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After the attacks in Paris. The Saudi government is playing with fire with its tacit support of a terrorist group.

Riyadh’s ISIS mistake

Once we’ve mourned and once those responsible for the Parisian massacre are eliminated, what should be done with the followers of jihad? I mean, of course, offensive jihad, not the inner jihad of surpassing oneself. Recently, I had to walk across the 19th Arrondissement of Paris. For a good half hour, it felt like being back in Algiers: street after street of shops, faces and clothes of the humble Maghreb. Humble and kind, at least for the moment.

On the Internet, I find now that the neighborhood is branded as dangerous: It did not look as dangerous to me as for them, given that victims of fanaticism are 95 percent Muslim. (I’ve also crossed the Jewish quarter in the Marais street and asked for directions: The only response was a groan accompanied by a grim look. But that’s another story).

ISIS, finding difficulties in its own territory, has initiated plan B: unleashing attack dogs in the metropolitan heart of the West. These jihadists can always count on the congeniality — if not the connivance — of so many of their fellow residents in the poor suburbs of the West.

What shall we do then? Will we aim drones and missiles against our cities? We begin, however, to fathom the depth of the frustration with which the Arab-Muslim community struggles. We begin to support the aspiration of those who espouse — if not a caliphate — at least a modern exegesis of sacred texts, after eight centuries of theological desert and the final blow dealt by Ataturk in 1924 with the removal of the khalifa (maybe Erdogan, after sweeping the elections, will think of filling the vacant seat once al-Baghdadi is eliminated…).

If the Catholic Church perceived the urgent need to convene a council for an update in 1962 — the 21st in its history — “update” should more so become the watchword of Islam. Because, for centuries now, Koranic schools — from Morocco to Bangladesh — merely repeat, to the letter and in an unknown language, songs of a text of the seventh century: from which words like rahme (mercy) and gafara (pardon) are expunged — they are more frequent in the Koran than in the Bible — to the benefit of words such as harb (war) or thar (revenge).

The ISIS militiamen practice ritual executions not only to assert the radical nature of their principles, but also to challenge the “crusaders” in single combat and draw them onto the battlefield. They also specify where: at Dabiq, a village in the plains north of Aleppo a few miles from the Turkish border; there, the forces of good and evil will fight the decisive battle. And to confuse the ideas even more, they tell us the leader who will guide them to victory will be the second most revered prophet of Islam, Jesus.

Some time ago, I passed through Dabiq toward Turkey, and all the poor local farmers seemed shrug off the fateful day when they will be awakened by the clang of clashing scimitars and see their fields redden with impure blood. There is little to smile about. The Parisians who recently sang the chorus line of the Marseillaise claimed qu’un sang impur abreuve nos sillons — “Let impure blood irrigate our furrows.”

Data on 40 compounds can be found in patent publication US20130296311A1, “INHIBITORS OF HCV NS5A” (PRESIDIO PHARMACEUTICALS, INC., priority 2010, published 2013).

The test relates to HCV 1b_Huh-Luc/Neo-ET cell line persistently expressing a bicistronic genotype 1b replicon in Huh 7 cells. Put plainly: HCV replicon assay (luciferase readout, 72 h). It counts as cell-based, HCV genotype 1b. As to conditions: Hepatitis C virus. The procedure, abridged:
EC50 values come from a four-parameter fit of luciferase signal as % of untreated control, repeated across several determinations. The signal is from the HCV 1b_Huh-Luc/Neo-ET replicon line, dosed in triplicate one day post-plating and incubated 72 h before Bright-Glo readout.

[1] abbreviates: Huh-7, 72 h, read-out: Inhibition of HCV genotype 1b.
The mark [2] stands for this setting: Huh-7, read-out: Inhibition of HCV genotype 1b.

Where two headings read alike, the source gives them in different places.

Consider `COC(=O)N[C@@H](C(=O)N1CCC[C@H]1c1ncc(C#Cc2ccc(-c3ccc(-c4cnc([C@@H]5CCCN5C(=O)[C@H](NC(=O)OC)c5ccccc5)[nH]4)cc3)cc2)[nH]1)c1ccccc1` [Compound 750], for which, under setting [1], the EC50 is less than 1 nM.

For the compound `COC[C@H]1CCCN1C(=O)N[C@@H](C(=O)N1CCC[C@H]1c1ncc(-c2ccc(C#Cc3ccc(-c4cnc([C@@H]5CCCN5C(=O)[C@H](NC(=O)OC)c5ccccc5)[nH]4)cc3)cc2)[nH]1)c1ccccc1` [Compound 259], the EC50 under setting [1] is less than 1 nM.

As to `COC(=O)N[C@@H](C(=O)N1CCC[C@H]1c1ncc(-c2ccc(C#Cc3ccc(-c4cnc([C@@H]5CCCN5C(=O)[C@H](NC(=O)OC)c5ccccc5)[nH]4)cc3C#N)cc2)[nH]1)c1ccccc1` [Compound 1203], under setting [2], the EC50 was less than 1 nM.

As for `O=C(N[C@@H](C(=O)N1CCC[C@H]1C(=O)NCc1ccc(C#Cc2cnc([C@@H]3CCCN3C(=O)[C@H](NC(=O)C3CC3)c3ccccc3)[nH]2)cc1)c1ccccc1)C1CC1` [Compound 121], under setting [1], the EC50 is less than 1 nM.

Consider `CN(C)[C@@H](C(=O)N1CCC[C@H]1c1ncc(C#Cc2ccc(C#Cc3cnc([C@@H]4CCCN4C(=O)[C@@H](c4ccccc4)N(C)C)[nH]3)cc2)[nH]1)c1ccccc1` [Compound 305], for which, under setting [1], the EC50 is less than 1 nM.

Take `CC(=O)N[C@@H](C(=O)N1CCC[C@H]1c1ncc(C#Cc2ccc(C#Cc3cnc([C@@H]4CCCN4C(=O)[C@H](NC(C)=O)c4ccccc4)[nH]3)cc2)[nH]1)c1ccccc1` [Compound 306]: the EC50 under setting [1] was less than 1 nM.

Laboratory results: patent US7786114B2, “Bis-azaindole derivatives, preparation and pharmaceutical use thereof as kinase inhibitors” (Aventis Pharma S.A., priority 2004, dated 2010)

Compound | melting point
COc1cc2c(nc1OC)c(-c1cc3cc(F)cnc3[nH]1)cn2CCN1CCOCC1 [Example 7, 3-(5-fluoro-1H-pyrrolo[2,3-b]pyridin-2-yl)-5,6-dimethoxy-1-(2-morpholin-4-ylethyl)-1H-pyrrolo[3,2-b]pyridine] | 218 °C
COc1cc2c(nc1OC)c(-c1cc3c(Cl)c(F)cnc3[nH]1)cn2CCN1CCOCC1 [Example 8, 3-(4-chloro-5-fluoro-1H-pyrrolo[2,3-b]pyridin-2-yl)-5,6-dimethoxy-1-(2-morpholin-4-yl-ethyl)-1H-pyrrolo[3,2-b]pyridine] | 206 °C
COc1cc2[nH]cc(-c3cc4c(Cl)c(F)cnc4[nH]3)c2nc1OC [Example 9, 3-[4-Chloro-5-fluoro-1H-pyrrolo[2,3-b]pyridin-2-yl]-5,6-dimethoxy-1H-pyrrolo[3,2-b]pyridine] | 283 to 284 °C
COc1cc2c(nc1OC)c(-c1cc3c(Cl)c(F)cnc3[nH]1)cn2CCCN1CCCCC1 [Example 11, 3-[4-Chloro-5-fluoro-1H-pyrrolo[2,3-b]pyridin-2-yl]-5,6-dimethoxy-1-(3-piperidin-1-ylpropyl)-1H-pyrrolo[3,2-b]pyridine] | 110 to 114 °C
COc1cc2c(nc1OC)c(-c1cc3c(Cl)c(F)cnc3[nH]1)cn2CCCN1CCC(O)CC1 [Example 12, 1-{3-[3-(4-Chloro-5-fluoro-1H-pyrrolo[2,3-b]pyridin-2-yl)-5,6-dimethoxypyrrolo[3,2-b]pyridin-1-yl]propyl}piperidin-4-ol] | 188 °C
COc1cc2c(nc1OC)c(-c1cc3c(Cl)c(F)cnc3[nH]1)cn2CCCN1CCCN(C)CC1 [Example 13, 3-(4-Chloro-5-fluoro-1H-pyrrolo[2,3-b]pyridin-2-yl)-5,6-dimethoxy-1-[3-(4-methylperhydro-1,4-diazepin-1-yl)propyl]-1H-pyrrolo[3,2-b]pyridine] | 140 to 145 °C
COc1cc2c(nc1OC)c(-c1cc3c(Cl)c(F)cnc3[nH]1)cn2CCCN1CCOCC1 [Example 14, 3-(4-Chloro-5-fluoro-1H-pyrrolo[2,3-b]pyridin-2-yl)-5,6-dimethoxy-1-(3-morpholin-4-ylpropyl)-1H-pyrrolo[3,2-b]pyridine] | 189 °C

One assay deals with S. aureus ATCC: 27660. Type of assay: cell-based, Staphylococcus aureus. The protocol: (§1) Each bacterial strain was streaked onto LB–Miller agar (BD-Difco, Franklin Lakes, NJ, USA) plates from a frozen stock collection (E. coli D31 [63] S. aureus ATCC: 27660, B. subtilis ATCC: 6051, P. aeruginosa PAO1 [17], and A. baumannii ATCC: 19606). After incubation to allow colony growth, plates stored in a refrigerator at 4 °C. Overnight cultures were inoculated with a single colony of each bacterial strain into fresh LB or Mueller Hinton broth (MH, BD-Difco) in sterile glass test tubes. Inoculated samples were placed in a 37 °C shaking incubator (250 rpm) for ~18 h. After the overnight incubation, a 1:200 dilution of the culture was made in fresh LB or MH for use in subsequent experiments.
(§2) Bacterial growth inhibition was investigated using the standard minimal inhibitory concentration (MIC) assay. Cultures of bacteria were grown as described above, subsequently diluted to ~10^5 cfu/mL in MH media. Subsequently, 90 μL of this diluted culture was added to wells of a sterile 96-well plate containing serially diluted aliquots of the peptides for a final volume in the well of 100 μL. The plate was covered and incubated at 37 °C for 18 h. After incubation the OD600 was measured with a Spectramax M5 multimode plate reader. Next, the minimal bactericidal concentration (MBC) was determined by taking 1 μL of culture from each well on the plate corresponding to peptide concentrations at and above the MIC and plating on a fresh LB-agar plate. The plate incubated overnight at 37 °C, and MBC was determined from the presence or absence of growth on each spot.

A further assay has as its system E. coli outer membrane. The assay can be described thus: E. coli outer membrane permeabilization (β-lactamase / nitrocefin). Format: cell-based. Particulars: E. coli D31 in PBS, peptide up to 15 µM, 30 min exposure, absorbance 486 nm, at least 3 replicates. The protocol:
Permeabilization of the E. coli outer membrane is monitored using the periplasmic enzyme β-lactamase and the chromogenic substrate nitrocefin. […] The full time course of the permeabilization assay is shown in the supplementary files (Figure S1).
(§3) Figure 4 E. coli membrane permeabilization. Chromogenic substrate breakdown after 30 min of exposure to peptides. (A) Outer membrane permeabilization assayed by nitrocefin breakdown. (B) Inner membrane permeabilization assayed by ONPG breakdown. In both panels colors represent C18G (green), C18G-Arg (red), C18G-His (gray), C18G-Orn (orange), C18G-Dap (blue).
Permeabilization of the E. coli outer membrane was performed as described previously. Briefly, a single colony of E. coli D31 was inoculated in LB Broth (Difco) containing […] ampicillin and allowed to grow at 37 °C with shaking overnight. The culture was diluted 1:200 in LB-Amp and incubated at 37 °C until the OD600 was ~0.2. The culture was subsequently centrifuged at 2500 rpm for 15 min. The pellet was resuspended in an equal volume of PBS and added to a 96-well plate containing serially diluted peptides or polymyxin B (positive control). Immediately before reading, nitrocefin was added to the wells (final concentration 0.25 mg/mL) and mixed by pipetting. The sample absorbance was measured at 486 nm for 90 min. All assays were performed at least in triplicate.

In October, coinciding with the first Russian raids in Syria, 55 Saudi clerics and academicians have issued a call to “true Muslims,” imploring them to “provide moral, material, political and even military support” to those fighting in Syria against the Alawite regime (and against Russia and Iran, that support it).

They were referring to the ISIS militias, the so-called “holy warriors who are defending the entire Islamic nation.” The signatories of the offensive jihad justified it with these words: “If the holy warriors were, God forbid, defeated, the Sunni nations would fall one after the other.”

For the moment, a Russian plane with 224 innocent tourists was felled (and a Russian fighter shot down by an F-16 of its Turkish “allies”).

A Lebanese diplomat told me that he had asked Saudi officials in Riyadh why the government allows religious leaders to advocate the cause of war to the bitter end. The answer was: What do you expect, dear friend, they are influential and free to preach? The problem is that in the Arabian Peninsula, freedom of speech is punished — if necessary — with 1,000 lashes administered 50 at a time, if the one who wants to talk is Saudi blogger Raif Badawi.

The Saudi government is playing with fire. For years, it has been making the same miscalculation the Americans did when they financed and armed the Mujahideen against the Soviet Union, who then were ousted by the Taliban. From the beginning, the neo-Caliph Abu Bakr al-Baghdadi called his emissaries in Saudi Arabia to fight first, “the Shiites and sulul (defenders of the Saudi monarchy), before attacking the salibi (the Crusaders, i.e. Christians).”

The Saudis are even more vulnerable as Barack Obama achieves the energy self-sufficiency and defuses the terrible blackmail that binds Washington to Riyadh oil.

It was one of the great successes, chased hard for seven years by this visionary president. From now on, Congress and the White House provide weapons to Riyadh only if they want to, not by imposition of Bush’s friends.

And in these ebbs and flows of alliances and enmities, Turkey and Israel are also playing with fire. Turkey, because it has allowed the transit to the front lines of young “idealists” doomed to martyrdom. As for Israel, the unprecedented closeness to Saudi Arabia that the cynical Netanyahu wanted will end like the cynical alliance of iron with the Shah of Persia in 1979: bad.